Easy access is another major plus. The bag is designed so the flap opens to the rear. The wind pushes the flap down. Unless the road is really bumpy, there’s no need to latch the elastic over its hook. It’s easy to grab things from the bag with one hand while riding. On bumpy roads, I latch the elastic cord onto the stem or the hook provided on the bag. That hook also is improved, with a wider shape that doesn’t catch on gloves when it’s cold, and two rivets, so it never turns (which can be super-frustrating when you try to close the bag with cold fingers.)

On the rear is a sleeve that slides over the rack’s backstop. It works for ‘tombstones’ up to 60 mm wide. The leather sleeve holds the bag securely, and it doesn’t rattle like straps with buckles. It’s lighter, too.

Surprisingly, the boxy shape is key to the superior aerodynamics—especially in the aero tuck (shown here with a different bag). We tested this in the wind tunnel, and found that more rounded shapes were far less aero. I suspect this is because the bag closes the space between the arms of the rider—the one place where truly large aero gains are possible on a bike. (That’s also why aero bars are so effective.) Real-road experience confirms the wind tunnel data: Whenever I ride road and gravel bikes without handlebar bags, my friends comment how much slower I coast down hills than I do on my bag-equipped bikes.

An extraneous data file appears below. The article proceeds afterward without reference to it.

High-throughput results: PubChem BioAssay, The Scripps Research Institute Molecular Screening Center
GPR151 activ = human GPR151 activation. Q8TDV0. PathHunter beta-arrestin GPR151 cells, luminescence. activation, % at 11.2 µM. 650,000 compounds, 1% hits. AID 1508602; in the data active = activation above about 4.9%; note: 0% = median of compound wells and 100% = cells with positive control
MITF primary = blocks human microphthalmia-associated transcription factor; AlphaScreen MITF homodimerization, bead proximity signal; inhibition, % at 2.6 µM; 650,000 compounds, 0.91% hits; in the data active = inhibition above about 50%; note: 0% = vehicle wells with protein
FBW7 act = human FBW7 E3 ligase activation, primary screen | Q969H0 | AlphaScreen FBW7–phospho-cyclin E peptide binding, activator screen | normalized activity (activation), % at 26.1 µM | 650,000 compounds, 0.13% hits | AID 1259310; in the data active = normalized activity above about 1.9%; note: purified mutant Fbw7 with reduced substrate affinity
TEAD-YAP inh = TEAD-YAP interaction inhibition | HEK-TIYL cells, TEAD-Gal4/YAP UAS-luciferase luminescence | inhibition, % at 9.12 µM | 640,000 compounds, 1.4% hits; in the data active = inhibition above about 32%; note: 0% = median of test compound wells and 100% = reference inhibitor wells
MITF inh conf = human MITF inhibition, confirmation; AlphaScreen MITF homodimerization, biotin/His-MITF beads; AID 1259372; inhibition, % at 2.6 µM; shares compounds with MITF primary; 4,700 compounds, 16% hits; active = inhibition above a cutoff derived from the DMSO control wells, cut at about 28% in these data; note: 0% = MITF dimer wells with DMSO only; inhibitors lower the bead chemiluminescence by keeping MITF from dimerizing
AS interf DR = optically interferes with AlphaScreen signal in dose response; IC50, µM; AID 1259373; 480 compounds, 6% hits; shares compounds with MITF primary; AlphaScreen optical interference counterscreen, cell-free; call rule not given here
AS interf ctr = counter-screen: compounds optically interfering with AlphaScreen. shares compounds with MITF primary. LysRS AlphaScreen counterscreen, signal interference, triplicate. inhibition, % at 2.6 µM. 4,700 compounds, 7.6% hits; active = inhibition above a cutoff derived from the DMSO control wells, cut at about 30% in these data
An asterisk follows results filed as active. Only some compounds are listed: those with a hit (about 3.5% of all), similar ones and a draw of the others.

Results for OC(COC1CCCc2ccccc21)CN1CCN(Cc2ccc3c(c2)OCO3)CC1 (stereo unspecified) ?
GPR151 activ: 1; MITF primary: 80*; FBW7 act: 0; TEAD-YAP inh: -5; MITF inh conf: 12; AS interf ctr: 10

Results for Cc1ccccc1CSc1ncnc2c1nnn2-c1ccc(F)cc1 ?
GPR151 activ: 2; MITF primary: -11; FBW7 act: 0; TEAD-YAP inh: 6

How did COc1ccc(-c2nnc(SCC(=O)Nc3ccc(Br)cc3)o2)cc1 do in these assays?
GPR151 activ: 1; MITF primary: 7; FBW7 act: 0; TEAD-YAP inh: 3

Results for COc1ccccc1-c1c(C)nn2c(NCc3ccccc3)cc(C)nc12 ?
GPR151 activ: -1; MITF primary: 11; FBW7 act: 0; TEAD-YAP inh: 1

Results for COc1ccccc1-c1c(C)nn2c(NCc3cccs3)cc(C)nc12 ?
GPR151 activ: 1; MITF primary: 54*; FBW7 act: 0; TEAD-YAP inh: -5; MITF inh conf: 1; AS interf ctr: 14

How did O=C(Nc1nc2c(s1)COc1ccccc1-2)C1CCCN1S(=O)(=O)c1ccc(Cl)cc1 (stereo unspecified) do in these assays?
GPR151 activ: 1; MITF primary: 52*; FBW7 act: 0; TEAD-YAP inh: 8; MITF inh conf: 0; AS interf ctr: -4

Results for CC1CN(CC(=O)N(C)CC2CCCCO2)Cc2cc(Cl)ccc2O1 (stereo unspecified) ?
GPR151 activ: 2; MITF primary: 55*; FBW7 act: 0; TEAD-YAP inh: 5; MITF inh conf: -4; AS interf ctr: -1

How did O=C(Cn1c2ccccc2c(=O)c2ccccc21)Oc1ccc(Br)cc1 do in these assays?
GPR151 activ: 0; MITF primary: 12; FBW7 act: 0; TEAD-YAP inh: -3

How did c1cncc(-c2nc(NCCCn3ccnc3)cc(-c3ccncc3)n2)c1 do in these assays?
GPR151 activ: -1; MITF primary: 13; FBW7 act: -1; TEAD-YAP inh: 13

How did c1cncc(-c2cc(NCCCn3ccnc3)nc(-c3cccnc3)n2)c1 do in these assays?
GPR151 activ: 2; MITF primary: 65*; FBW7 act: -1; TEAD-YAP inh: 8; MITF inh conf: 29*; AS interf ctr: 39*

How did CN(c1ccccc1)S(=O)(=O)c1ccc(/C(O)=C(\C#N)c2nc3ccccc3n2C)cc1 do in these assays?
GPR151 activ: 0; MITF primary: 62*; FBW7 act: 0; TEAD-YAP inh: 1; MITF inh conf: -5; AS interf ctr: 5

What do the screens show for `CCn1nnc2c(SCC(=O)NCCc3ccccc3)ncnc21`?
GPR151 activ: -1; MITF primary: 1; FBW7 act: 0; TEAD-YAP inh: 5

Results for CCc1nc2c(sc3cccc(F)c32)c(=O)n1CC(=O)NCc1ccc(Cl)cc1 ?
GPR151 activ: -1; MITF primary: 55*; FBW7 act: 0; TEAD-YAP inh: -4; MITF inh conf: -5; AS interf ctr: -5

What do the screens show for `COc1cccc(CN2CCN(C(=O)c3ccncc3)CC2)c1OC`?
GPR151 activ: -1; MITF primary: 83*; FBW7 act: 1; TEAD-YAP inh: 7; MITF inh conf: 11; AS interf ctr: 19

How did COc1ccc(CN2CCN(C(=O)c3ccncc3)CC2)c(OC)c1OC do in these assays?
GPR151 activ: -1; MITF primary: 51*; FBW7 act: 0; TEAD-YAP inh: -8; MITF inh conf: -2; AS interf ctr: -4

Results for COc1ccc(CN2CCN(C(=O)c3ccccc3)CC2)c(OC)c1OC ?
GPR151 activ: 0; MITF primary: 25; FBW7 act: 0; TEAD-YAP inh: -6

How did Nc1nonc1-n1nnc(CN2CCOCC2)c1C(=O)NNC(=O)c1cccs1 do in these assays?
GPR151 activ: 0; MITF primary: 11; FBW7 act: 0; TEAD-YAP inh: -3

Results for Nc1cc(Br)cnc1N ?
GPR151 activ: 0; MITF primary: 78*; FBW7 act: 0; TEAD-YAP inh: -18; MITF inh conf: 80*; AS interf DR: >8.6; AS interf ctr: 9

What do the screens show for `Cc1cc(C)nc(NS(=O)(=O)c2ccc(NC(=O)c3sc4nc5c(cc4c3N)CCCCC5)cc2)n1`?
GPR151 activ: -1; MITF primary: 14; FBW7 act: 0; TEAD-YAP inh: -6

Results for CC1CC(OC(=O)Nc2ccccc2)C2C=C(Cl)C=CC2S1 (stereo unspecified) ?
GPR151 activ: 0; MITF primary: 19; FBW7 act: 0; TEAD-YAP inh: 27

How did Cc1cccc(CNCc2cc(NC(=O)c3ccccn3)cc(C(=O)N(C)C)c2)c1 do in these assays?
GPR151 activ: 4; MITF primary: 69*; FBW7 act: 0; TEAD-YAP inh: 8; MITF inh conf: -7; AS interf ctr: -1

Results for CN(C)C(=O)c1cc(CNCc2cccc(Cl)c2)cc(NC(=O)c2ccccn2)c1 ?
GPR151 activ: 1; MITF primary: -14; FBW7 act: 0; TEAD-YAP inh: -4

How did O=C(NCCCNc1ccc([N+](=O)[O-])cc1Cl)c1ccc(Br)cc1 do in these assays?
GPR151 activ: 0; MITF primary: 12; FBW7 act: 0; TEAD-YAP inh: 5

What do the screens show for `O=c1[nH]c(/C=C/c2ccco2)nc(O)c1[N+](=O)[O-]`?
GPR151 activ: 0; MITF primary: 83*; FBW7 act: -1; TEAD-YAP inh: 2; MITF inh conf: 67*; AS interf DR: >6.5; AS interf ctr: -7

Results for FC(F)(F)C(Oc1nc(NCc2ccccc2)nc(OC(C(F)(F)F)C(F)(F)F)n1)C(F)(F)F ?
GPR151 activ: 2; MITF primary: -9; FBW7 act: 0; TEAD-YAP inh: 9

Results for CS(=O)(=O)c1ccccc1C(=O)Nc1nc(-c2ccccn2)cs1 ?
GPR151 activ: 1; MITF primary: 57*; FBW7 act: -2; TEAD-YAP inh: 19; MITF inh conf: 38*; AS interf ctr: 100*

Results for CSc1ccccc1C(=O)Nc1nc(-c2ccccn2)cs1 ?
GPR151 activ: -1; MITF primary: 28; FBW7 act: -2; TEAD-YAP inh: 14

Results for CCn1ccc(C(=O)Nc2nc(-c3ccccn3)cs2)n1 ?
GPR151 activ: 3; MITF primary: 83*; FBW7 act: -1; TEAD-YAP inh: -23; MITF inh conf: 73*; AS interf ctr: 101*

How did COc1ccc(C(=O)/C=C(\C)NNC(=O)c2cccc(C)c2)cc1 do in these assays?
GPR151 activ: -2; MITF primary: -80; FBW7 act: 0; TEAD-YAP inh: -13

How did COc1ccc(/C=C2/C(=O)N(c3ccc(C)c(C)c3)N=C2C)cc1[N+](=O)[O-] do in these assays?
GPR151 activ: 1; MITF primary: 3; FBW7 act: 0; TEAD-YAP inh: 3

Compared to large saddle bags, a front bag does not impact the bike’s steering—especially if the front-end geometry is designed to factor in the effect of the load. Why can’t rear loads be made to handle well? A bike is balanced by steering the front wheel. The rear wheel follows with a lag and reduced amplitude. (You can see that when you look at your tire tracks after riding through a puddle.) This means balancing a front load—by getting the wheel back under the center of gravity—requires much smaller inputs and is more precise. To balance a rear load, you steer the front wheel, and then wait until the rear wheel follows suit.

And when you ride out of the saddle and rock the bike, your hands are on the bars, but your saddle and the rear of the bike aren’t supported. A front load remains stable, but a rear load has that tail-wagging-the-dog tendency. What happens when you ride no-hands, and you no longer support the handlebars? Riding no-hands, your steering inputs are relatively small, and a front load works fine—especially if the bike doesn’t have a lot of wheel flop. All this is simple physics, and it really works that way in the real world, too.

The one drawback of these bags is that they need a rack to support them from below. That creates a stable platform and is the reason why they work so well and can be so light. There are many ways to carry bikepacking loads on a bike, and most work fine. This post explains why we like the classic Rene Herse-style front bag.

Rene Herse Ultralight handlebar bags are made in the U.S. in a small, one-person shop. All sizes are in stock now. We are also working on a cyclotouring bag with front and rear pockets and a few other features that we’ve found useful when touring.

In related news, our UD racks are also on the way and should be in stock in May.

More information:

  • Bags in the Rene Herse program
  • Racks in the Rene Herse program
  • The All-Road Bike Revolution is our book that explains how bikes balance, how geometries can be adjusted for carrying loads, and much more.